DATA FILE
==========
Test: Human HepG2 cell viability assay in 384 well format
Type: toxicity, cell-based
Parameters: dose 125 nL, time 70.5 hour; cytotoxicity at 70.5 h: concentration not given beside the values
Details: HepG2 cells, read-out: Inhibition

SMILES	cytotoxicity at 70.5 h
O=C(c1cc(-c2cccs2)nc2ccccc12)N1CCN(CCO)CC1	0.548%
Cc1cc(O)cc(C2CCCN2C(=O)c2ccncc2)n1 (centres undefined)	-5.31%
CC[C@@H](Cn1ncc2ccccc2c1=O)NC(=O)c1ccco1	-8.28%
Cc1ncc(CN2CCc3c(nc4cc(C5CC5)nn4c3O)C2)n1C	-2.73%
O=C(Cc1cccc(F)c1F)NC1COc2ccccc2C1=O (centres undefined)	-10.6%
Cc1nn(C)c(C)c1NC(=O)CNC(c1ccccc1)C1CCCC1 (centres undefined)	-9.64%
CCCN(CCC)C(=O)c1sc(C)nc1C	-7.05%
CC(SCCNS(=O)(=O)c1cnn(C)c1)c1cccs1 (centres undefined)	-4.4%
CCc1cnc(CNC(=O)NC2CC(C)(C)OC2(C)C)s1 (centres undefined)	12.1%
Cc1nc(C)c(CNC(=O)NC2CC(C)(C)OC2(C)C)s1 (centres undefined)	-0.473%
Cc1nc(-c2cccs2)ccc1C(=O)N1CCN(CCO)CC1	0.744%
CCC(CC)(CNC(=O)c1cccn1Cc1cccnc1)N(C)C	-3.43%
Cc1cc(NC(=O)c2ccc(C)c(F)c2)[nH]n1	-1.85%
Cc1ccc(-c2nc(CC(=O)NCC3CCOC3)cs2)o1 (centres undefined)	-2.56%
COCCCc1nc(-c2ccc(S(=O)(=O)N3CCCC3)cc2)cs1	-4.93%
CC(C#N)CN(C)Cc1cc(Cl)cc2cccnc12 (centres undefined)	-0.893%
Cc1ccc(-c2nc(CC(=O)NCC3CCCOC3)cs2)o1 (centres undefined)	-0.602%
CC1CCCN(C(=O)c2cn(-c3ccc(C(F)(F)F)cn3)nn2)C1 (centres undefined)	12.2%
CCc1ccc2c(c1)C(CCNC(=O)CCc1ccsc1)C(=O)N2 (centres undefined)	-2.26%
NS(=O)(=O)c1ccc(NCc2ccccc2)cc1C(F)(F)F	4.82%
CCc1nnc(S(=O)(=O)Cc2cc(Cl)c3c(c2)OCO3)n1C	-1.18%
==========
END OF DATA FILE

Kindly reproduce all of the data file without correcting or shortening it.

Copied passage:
Test: Human HepG2 cell viability assay in 384 well format
Type: toxicity, cell-based
Parameters: dose 125 nL, time 70.5 hour; cytotoxicity at 70.5 h: concentration not given beside the values
Details: HepG2 cells, read-out: Inhibition

SMILES	cytotoxicity at 70.5 h
O=C(c1cc(-c2cccs2)nc2ccccc12)N1CCN(CCO)CC1	0.548%
Cc1cc(O)cc(C2CCCN2C(=O)c2ccncc2)n1 (centres undefined)	-5.31%
CC[C@@H](Cn1ncc2ccccc2c1=O)NC(=O)c1ccco1	-8.28%
Cc1ncc(CN2CCc3c(nc4cc(C5CC5)nn4c3O)C2)n1C	-2.73%
O=C(Cc1cccc(F)c1F)NC1COc2ccccc2C1=O (centres undefined)	-10.6%
Cc1nn(C)c(C)c1NC(=O)CNC(c1ccccc1)C1CCCC1 (centres undefined)	-9.64%
CCCN(CCC)C(=O)c1sc(C)nc1C	-7.05%
CC(SCCNS(=O)(=O)c1cnn(C)c1)c1cccs1 (centres undefined)	-4.4%
CCc1cnc(CNC(=O)NC2CC(C)(C)OC2(C)C)s1 (centres undefined)	12.1%
Cc1nc(C)c(CNC(=O)NC2CC(C)(C)OC2(C)C)s1 (centres undefined)	-0.473%
Cc1nc(-c2cccs2)ccc1C(=O)N1CCN(CCO)CC1	0.744%
CCC(CC)(CNC(=O)c1cccn1Cc1cccnc1)N(C)C	-3.43%
Cc1cc(NC(=O)c2ccc(C)c(F)c2)[nH]n1	-1.85%
Cc1ccc(-c2nc(CC(=O)NCC3CCOC3)cs2)o1 (centres undefined)	-2.56%
COCCCc1nc(-c2ccc(S(=O)(=O)N3CCCC3)cc2)cs1	-4.93%
CC(C#N)CN(C)Cc1cc(Cl)cc2cccnc12 (centres undefined)	-0.893%
Cc1ccc(-c2nc(CC(=O)NCC3CCCOC3)cs2)o1 (centres undefined)	-0.602%
CC1CCCN(C(=O)c2cn(-c3ccc(C(F)(F)F)cn3)nn2)C1 (centres undefined)	12.2%
CCc1ccc2c(c1)C(CCNC(=O)CCc1ccsc1)C(=O)N2 (centres undefined)	-2.26%
NS(=O)(=O)c1ccc(NCc2ccccc2)cc1C(F)(F)F	4.82%
CCc1nnc(S(=O)(=O)Cc2cc(Cl)c3c(c2)OCO3)n1C	-1.18%